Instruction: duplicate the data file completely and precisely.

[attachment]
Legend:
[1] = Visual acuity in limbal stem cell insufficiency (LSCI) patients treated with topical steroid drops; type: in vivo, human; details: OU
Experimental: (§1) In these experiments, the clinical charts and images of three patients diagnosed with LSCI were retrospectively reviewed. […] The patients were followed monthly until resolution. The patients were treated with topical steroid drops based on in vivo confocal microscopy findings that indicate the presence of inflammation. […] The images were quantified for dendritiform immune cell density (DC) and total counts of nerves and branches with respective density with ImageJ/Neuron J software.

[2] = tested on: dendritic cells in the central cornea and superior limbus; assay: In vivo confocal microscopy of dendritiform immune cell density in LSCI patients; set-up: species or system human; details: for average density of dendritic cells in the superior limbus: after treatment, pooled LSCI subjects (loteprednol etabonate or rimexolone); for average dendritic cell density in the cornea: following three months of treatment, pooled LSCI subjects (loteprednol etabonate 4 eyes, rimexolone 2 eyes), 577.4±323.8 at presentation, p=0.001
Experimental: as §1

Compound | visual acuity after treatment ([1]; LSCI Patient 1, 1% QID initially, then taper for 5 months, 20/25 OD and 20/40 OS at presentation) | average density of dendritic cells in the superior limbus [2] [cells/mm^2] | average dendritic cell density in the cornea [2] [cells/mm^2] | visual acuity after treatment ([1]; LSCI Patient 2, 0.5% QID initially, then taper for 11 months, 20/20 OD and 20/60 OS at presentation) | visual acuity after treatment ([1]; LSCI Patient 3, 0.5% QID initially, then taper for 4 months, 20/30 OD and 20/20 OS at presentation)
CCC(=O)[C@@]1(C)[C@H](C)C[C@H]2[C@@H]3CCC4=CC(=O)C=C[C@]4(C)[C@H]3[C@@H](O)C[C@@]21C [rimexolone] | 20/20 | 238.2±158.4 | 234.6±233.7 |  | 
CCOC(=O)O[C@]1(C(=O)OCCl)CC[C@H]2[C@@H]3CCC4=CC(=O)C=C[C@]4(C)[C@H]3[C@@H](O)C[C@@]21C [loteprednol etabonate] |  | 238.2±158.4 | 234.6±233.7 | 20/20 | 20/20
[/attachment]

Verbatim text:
Legend:
[1] = Visual acuity in limbal stem cell insufficiency (LSCI) patients treated with topical steroid drops; type: in vivo, human; details: OU
Experimental: (§1) In these experiments, the clinical charts and images of three patients diagnosed with LSCI were retrospectively reviewed. […] The patients were followed monthly until resolution. The patients were treated with topical steroid drops based on in vivo confocal microscopy findings that indicate the presence of inflammation. […] The images were quantified for dendritiform immune cell density (DC) and total counts of nerves and branches with respective density with ImageJ/Neuron J software.

[2] = tested on: dendritic cells in the central cornea and superior limbus; assay: In vivo confocal microscopy of dendritiform immune cell density in LSCI patients; set-up: species or system human; details: for average density of dendritic cells in the superior limbus: after treatment, pooled LSCI subjects (loteprednol etabonate or rimexolone); for average dendritic cell density in the cornea: following three months of treatment, pooled LSCI subjects (loteprednol etabonate 4 eyes, rimexolone 2 eyes), 577.4±323.8 at presentation, p=0.001
Experimental: as §1

Compound | visual acuity after treatment ([1]; LSCI Patient 1, 1% QID initially, then taper for 5 months, 20/25 OD and 20/40 OS at presentation) | average density of dendritic cells in the superior limbus [2] [cells/mm^2] | average dendritic cell density in the cornea [2] [cells/mm^2] | visual acuity after treatment ([1]; LSCI Patient 2, 0.5% QID initially, then taper for 11 months, 20/20 OD and 20/60 OS at presentation) | visual acuity after treatment ([1]; LSCI Patient 3, 0.5% QID initially, then taper for 4 months, 20/30 OD and 20/20 OS at presentation)
CCC(=O)[C@@]1(C)[C@H](C)C[C@H]2[C@@H]3CCC4=CC(=O)C=C[C@]4(C)[C@H]3[C@@H](O)C[C@@]21C [rimexolone] | 20/20 | 238.2±158.4 | 234.6±233.7 |  | 
CCOC(=O)O[C@]1(C(=O)OCCl)CC[C@H]2[C@@H]3CCC4=CC(=O)C=C[C@]4(C)[C@H]3[C@@H](O)C[C@@]21C [loteprednol etabonate] |  | 238.2±158.4 | 234.6±233.7 | 20/20 | 20/20